- An aerospace firm in Spain is the target of an organized attack where scammers contact the company’s employees as recruiters from LinkedIn.
- The activity is attributed to Lazarus as part of its Operation DreamJob campaign.
- The targets are lured into opening a file masqueraded as a coding challenge/quiz, but it is a malicious executable.
- Attackers have used DLL side-loading to deliver payloads and employed four execution chains.
- LightlessCan backdoor is the highlight of this attack, as it can evade detection from real-time security monitoring software and even scrutiny from cybersecurity experts.
- LightlessCan is the predecessor of Lazarus’ signature RAT BlindingCan.
ESET Research has published a report describing a newly detected cyberespionage campaign from the Lazarus group. The report, authored by Peter Kálnai, revealed that Lazarus APT is exploiting the professional social networking platform LinkedIn in this campaign, which ESET believes is a part of the group’s Operation DreamJob.
Reportedly, the attackers are luring employees of a Spanish aerospace firm by impersonating recruiters from LinkedIn. Their targets are company employees using corporate computers for personal purposes. ESET’s primary discovery was that Lazarus used a previously undocumented backdoor in this campaign, dubbed LightlessCan.
It is noteworthy that since 2019, the Lazarus Group has displayed significant interest in the space industry. In November 2019, the group targeted the Indian space agency, coinciding with the country’s Chandrayaan-2 moon landing attempt.
The use of LinkedIn to target large firms is not new for the North Korea-based Lazarus group. In July 2022, it was revealed that the group used fake LinkedIn job offers to steal $625 million from the Ronin Network (RON), a blockchain network that underpins the popular crypto game Axie Infinity and Axie DAO.
Further probing into this new LightlessCan revealed that it is currently in its evolutionary phase and is a complex tool exhibiting highly sophisticated mechanisms in its design and operation. This indicates that threat actors continually advance their attack tactics and tools since LightlessCan is much more malicious than its predecessor, BlindingCan.
Initial access to the company’s network was achieved in 2022 through a spearphishing attack where the attackers masqueraded as Meta recruiters. They contacted the employees through the LinkedIn Messaging feature. The victim receives two coding challenges to complete the hiring process. This challenge has to be downloaded and executed on a company computer.
The first challenge is to display the phrase “Hello World!” The second challenge is printing a Fibonacci sequence where each number is the sum of the earlier two numbers. The victim is expected to self-compromise the system by luring them into executing a trojanized PDF viewer to view the job offer or connect with a trojanized SSL/VPN client that comes with an IP address and login credentials.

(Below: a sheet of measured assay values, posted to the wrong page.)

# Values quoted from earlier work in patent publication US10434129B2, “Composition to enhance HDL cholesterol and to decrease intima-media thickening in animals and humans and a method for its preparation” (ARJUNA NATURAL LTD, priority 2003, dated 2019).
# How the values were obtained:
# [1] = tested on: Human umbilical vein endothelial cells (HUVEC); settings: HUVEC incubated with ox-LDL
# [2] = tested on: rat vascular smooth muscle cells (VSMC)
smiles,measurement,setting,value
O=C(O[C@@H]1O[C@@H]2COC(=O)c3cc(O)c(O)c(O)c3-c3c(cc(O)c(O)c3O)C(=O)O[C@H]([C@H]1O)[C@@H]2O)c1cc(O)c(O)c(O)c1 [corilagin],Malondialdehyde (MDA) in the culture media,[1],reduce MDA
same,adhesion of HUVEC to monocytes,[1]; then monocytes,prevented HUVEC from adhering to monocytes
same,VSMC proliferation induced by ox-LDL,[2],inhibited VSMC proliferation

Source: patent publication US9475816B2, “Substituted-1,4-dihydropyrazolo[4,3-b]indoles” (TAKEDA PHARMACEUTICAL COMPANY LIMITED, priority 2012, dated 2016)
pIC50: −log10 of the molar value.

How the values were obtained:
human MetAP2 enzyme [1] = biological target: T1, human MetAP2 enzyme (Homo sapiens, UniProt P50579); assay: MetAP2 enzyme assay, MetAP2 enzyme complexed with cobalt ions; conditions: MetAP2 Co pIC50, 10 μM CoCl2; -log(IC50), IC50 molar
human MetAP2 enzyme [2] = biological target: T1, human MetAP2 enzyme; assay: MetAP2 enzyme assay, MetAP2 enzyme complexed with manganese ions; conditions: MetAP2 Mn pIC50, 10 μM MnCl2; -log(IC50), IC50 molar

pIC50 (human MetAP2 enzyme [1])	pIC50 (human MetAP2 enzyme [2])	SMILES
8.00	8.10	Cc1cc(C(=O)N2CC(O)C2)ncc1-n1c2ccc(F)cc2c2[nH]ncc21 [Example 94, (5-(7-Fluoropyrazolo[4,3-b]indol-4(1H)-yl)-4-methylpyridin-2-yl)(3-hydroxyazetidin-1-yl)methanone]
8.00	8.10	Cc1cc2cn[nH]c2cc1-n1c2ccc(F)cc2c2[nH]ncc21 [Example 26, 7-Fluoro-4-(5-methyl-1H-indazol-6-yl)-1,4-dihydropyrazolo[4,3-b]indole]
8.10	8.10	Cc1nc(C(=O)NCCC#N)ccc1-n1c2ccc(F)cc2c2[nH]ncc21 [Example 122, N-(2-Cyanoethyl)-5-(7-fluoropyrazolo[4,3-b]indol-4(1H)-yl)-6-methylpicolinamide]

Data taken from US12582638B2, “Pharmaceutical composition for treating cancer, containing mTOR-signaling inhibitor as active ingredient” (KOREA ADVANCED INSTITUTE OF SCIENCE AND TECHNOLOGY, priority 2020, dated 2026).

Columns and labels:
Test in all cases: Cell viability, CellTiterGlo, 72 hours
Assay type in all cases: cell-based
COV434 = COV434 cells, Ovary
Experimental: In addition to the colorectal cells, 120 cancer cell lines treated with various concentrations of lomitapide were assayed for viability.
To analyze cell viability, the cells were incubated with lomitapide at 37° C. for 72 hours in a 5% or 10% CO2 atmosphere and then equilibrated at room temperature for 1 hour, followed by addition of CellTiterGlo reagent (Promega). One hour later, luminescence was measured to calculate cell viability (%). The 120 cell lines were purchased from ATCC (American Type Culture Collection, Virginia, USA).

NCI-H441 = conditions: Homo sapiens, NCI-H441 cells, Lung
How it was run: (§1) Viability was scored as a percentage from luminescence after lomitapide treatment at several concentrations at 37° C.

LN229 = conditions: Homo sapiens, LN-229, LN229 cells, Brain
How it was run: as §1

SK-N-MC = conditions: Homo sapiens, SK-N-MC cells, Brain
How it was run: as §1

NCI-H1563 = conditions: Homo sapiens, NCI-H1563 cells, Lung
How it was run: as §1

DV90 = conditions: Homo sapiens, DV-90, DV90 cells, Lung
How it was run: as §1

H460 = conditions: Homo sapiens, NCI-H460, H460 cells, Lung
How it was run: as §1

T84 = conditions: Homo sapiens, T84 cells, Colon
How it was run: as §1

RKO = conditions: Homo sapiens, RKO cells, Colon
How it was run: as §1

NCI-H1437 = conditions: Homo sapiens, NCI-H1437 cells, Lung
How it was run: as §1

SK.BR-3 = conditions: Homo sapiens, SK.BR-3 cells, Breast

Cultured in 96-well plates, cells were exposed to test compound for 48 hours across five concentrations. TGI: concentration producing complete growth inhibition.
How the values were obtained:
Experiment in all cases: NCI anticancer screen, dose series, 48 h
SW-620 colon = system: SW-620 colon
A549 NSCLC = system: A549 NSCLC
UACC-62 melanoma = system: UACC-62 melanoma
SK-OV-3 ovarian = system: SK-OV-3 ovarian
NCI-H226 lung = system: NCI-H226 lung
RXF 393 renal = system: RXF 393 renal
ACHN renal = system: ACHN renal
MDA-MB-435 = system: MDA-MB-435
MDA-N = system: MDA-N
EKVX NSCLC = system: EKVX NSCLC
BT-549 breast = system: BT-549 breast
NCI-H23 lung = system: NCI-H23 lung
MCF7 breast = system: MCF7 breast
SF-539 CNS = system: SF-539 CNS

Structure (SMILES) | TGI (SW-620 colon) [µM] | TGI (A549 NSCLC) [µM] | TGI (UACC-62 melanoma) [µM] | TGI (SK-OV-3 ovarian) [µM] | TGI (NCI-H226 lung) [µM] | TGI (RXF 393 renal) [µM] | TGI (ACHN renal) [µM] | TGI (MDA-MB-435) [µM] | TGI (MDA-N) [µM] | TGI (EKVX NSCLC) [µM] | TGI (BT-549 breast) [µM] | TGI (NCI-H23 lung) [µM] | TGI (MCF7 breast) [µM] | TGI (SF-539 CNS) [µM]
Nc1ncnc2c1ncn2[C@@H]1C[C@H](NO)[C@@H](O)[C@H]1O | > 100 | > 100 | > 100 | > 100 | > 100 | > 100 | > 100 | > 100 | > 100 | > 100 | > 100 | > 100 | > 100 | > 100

According to ESET, Multiple employees were targeted with this technique. The targets are requested to prove their proficiency in C++ programming by completing the challenge/quiz. The recruiter sends two executables titled Quiz1.exe and Quiz2.exe. These executables are delivered via two image files (Quiz1.iso and Quiz2.iso). These files are hosted on a third-party cloud storage platform and are basic command-line applications requiring user input.
During the final stages of the attack chain, the attacker infects the system with an HTTP(S) downloader, NickelLoader to deploy any program into the infected system’s memory.
Through NickelLoader, they deliver two RATs, the Lazarus’ flagship toolkit BlindingCan backdoor’s simplified version miniBlindingCan and the new tool ESET named LightlessCan. This is BlindingCan’s successor that supports up to 68 different commands and is indexed in a custom function table.
There are two versions of LightlessCan detected by ESET. The current version (1.0) supports only 48 commands with limited functionality. It is based on BlindingCan source code with certain indexing changes.
This new toolkit can mimic the functions of several native Windows commands, e.g. ping, ipconfig, systeminfo, sc, net, enable discreet execution within the RAT, and feature enhanced stealthiness that makes detecting/analyzing it a huge challenge.
Victor Acin, KrakenLabs Manager at Outpost24 commented on the issue and told Hackread.com that “As companies increase their cybersecurity capabilities, modernize their infrastructure, and consolidate their technology, it becomes more and more difficult to exploit vulnerabilities in the traditional way. This, as well as finding faults within the application logic and its programming that allow an attacker to gain access to that server, makes zero-days rare.”
Acin added “It’s not a surprise that threat actors resort to attacks that target the weakest component of the link – the user behind the screen. Social engineering attacks are the most common way to gain access to companies, and with the abundance of data about the employees from sources such as social media to leaks containing PII, it becomes simpler every day to put together a credible target package.”
For your information, Lazarus, aka Hidden Cobra, is a cyberespionage group from North Korea. It was first detected in 2009 and has successfully conducted several high-profile incidents, including the Sony Pictures Entertainment hack (2016) and the WanaCryptor aka WannaCry attack (2017).
Aerospace firms aren’t unusual targets for North Korea-sponsored APT groups like Lazarus as they want to access sensitive technology and gain money from cyberattacks to further the development of North Korea’s missiles.
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